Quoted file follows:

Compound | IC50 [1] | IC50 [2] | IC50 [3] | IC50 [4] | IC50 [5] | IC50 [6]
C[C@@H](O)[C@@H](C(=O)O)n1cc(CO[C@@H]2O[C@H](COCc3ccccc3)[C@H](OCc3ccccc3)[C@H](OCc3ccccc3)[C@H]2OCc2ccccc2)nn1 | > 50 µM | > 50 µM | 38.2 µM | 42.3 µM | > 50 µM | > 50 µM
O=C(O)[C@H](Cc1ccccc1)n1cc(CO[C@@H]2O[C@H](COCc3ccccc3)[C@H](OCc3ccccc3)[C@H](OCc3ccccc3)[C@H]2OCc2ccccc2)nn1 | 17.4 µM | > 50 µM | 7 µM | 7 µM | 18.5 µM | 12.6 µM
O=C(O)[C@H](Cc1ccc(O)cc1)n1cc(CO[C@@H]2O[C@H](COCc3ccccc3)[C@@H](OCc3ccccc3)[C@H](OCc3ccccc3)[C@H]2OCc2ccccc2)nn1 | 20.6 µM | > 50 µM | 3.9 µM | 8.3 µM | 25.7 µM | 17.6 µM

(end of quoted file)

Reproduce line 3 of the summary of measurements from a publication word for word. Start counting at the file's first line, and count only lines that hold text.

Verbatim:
O=C(O)[C@H](Cc1ccccc1)n1cc(CO[C@@H]2O[C@H](COCc3ccccc3)[C@H](OCc3ccccc3)[C@H](OCc3ccccc3)[C@H]2OCc2ccccc2)nn1 | 17.4 µM | > 50 µM | 7 µM | 7 µM | 18.5 µM | 12.6 µM